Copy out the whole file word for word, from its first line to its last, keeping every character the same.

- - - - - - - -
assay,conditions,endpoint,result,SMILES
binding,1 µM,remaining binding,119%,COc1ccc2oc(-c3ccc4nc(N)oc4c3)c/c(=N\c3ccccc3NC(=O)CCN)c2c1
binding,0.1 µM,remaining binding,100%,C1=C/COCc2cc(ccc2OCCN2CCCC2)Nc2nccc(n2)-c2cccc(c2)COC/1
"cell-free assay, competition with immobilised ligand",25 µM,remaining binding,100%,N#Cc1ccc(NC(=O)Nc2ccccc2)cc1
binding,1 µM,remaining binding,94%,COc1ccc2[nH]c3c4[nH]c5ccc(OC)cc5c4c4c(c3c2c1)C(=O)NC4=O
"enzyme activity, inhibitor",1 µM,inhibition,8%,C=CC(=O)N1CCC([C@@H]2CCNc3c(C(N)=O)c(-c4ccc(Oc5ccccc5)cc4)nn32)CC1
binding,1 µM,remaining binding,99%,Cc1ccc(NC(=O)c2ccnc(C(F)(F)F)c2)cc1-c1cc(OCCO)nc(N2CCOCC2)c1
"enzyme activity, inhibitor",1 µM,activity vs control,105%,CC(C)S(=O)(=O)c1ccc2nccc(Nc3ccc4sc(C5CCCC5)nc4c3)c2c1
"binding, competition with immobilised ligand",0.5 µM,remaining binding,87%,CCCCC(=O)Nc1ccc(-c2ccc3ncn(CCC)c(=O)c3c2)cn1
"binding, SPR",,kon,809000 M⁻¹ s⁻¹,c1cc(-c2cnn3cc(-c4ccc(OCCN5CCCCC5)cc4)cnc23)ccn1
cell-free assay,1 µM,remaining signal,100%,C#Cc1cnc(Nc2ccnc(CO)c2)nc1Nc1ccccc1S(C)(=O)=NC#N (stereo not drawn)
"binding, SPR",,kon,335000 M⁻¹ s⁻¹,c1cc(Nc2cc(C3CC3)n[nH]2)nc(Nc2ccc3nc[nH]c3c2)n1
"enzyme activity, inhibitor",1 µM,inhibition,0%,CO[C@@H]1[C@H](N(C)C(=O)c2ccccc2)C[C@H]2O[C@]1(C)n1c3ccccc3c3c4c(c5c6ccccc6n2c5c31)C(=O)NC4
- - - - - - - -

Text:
assay,conditions,endpoint,result,SMILES
binding,1 µM,remaining binding,119%,COc1ccc2oc(-c3ccc4nc(N)oc4c3)c/c(=N\c3ccccc3NC(=O)CCN)c2c1
binding,0.1 µM,remaining binding,100%,C1=C/COCc2cc(ccc2OCCN2CCCC2)Nc2nccc(n2)-c2cccc(c2)COC/1
"cell-free assay, competition with immobilised ligand",25 µM,remaining binding,100%,N#Cc1ccc(NC(=O)Nc2ccccc2)cc1
binding,1 µM,remaining binding,94%,COc1ccc2[nH]c3c4[nH]c5ccc(OC)cc5c4c4c(c3c2c1)C(=O)NC4=O
"enzyme activity, inhibitor",1 µM,inhibition,8%,C=CC(=O)N1CCC([C@@H]2CCNc3c(C(N)=O)c(-c4ccc(Oc5ccccc5)cc4)nn32)CC1
binding,1 µM,remaining binding,99%,Cc1ccc(NC(=O)c2ccnc(C(F)(F)F)c2)cc1-c1cc(OCCO)nc(N2CCOCC2)c1
"enzyme activity, inhibitor",1 µM,activity vs control,105%,CC(C)S(=O)(=O)c1ccc2nccc(Nc3ccc4sc(C5CCCC5)nc4c3)c2c1
"binding, competition with immobilised ligand",0.5 µM,remaining binding,87%,CCCCC(=O)Nc1ccc(-c2ccc3ncn(CCC)c(=O)c3c2)cn1
"binding, SPR",,kon,809000 M⁻¹ s⁻¹,c1cc(-c2cnn3cc(-c4ccc(OCCN5CCCCC5)cc4)cnc23)ccn1
cell-free assay,1 µM,remaining signal,100%,C#Cc1cnc(Nc2ccnc(CO)c2)nc1Nc1ccccc1S(C)(=O)=NC#N (stereo not drawn)
"binding, SPR",,kon,335000 M⁻¹ s⁻¹,c1cc(Nc2cc(C3CC3)n[nH]2)nc(Nc2ccc3nc[nH]c3c2)n1
"enzyme activity, inhibitor",1 µM,inhibition,0%,CO[C@@H]1[C@H](N(C)C(=O)c2ccccc2)C[C@H]2O[C@]1(C)n1c3ccccc3c3c4c(c5c6ccccc6n2c5c31)C(=O)NC4